Reviewed: World of Art Movement in Early 20th Century Russia by Vesevolod Petrov and Alexander Kamensky. Translated from the Russian by Arthur Shkarovsky. Aurora Art Publishers, Leningrad, 1991.
This is a curious book, half glossy art book, half social history of a Russia on the eve of the Soviet Revolution. Black and white photos of WWI devastation, personalities of the time, society balls and events are interspersed with reproductions of the works of Leon Bakst, Alexander Benois, Ivan Bilibin, Sergei Diaghilev, Alexander Golovin, Igor Grabar, Mstislav Dobuzhinsky, Boris Kustodiev, Evgeny Lanceray, Dmitry Mitrokhin, Georgi Narbut, Anna Ostroumova-Lebedeva, Nicholas Roerich, Nikolai Sapunov, Zaida Serebryakova, Valetin Serov, Constantin Somov and Sergei Sudeikin. Some reproductions are ink sketches or black and white photos, but the great majority are in excellent colour.
As noted on the website page ( http://www.oil-painting-techniques.com/analysis-valentin-serov.html
), the eclectic 'World of Art' movement owed much to the impresario Sergei Diaghilev, who gave the leading Russian artists of the day — Somov, Bakst, Repin, Benois, Lanceray, Kustodiev, Serov, Sapunov — a place on the international stage and encouraged them to revitalize painting, book illustration and theater design. The artists concerned had their individual styles, all immediately recognizable, but were united in their reverence for the work of the past and an openness to new ideas, particularly to the Impressionists of France.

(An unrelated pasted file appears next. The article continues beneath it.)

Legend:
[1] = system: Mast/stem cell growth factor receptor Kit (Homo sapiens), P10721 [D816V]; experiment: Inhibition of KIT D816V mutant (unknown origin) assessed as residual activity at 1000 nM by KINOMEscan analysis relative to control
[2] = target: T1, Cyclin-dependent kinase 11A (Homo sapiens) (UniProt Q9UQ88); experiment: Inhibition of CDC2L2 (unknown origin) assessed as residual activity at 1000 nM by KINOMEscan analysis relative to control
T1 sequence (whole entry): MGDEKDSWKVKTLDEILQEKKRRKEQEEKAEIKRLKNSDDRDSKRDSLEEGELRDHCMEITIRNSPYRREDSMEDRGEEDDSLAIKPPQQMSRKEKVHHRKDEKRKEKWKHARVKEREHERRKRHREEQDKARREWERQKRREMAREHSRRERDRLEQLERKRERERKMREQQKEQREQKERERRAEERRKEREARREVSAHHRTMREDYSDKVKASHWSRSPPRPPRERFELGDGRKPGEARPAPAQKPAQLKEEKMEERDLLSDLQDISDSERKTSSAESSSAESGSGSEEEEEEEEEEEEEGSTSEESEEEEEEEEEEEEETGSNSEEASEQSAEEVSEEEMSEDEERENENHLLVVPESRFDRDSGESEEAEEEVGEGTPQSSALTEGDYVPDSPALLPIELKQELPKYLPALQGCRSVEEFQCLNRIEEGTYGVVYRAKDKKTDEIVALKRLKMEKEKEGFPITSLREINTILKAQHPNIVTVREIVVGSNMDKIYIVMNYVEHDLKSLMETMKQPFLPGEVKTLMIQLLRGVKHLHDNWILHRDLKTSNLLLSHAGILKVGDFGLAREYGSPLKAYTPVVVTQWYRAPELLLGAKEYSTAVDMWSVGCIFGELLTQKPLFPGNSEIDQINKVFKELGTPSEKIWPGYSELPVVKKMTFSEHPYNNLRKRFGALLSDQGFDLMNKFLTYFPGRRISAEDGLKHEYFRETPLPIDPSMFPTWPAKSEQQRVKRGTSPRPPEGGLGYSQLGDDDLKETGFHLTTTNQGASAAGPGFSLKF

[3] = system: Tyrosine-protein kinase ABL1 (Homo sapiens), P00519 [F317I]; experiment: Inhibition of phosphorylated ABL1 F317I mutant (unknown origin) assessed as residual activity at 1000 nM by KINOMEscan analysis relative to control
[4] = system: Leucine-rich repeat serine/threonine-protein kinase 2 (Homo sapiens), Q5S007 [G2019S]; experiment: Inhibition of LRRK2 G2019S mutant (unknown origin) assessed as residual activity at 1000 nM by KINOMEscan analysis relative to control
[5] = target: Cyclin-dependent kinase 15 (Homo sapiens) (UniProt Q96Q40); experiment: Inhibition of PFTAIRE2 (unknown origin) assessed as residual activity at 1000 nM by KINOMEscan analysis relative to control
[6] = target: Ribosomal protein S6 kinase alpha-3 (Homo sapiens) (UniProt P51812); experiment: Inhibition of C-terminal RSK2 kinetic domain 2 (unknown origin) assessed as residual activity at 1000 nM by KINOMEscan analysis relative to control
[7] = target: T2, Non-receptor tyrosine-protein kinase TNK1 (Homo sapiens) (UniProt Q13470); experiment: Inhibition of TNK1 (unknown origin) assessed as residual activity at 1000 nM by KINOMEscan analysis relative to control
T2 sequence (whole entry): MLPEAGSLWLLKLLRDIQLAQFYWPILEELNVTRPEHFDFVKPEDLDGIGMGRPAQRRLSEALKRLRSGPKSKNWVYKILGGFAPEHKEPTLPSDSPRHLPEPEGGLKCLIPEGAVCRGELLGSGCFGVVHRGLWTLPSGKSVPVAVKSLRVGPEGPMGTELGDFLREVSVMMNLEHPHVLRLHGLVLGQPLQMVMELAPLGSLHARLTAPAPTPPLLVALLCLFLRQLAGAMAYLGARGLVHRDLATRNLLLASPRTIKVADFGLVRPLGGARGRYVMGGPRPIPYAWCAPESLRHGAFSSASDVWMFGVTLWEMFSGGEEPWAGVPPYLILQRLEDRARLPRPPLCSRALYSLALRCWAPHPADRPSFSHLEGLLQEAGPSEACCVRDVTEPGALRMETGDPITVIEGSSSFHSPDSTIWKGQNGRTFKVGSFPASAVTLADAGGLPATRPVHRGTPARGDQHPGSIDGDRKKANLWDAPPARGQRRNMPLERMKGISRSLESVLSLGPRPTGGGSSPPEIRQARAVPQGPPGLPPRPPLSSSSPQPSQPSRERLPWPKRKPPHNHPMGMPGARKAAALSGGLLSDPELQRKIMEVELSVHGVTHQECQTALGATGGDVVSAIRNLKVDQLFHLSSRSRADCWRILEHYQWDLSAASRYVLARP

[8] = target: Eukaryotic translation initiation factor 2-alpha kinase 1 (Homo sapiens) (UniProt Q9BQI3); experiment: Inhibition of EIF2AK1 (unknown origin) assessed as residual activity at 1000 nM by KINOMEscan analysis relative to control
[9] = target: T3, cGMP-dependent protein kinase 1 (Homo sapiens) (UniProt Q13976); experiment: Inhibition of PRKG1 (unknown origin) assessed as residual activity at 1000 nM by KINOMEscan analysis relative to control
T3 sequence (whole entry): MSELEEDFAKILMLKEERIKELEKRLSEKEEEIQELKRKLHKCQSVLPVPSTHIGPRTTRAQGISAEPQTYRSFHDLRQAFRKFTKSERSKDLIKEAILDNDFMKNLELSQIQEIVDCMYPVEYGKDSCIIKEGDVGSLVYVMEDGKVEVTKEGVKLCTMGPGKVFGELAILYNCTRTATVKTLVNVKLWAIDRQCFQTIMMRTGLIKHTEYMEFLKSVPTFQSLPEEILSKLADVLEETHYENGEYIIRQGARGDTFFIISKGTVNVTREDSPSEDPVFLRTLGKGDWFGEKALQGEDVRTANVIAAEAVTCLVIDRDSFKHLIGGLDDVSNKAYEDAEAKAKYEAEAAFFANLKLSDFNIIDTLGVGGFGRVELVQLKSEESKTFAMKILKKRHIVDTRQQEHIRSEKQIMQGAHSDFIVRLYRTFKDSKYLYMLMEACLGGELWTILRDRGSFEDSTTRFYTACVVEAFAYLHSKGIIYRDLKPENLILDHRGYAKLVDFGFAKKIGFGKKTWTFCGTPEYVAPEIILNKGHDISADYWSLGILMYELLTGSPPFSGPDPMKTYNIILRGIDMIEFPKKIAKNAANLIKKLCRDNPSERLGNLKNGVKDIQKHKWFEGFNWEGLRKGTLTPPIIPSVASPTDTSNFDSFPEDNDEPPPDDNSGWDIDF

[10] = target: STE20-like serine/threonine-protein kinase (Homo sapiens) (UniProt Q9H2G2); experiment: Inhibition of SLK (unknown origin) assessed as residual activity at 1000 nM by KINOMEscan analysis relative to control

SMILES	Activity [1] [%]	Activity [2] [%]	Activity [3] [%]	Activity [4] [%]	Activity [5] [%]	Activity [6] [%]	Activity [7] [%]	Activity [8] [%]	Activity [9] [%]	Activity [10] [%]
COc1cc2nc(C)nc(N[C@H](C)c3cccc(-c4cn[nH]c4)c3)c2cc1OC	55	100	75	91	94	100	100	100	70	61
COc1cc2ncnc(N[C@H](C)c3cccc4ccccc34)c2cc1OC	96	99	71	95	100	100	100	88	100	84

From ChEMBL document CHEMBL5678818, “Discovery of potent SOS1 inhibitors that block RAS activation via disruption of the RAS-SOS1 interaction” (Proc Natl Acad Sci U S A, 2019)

The book is built around an extended essay by Vsevolod Petrov (1912-78), which was written under the usual Soviet constraints, although the World of Art movement was not generally opposed to the Bolshevik revolution. In their travels throughout Russia, many artists had indeed developed acute social consciences, and welcomed the Soviet takeover, if becoming disaffectd afterwards. Petrov was a close chronicler of artists, whom he researched while working in Leningrad’s Russian Museum, and the essay is detailed, factual and largely independent of Marxist theory. It is not evocative of the artistic life, however, and there are no extended flights of imaginative prose so beloved of western art critics: Petrov’s aim was to document while the material was still available.
The result of mixing contemporary photographs reproductions of art works and detailed gallery notes is a little odd but charming. It’s certainly difficult to read such a composition straight through, but what comes over is a keen enthusiasm for the period and a sense of what it was like to live in the last days of the Russian empire: a vanished world that readers of Dostoevsky, Checkov and Bunin will enjoy. The book also illustrates a different approach to that of Modernism, not repudiating the past but incorporating and further developing its techniques and ideas.
The book is now out of print, but can be obtained from libraries and second-hand booksellers.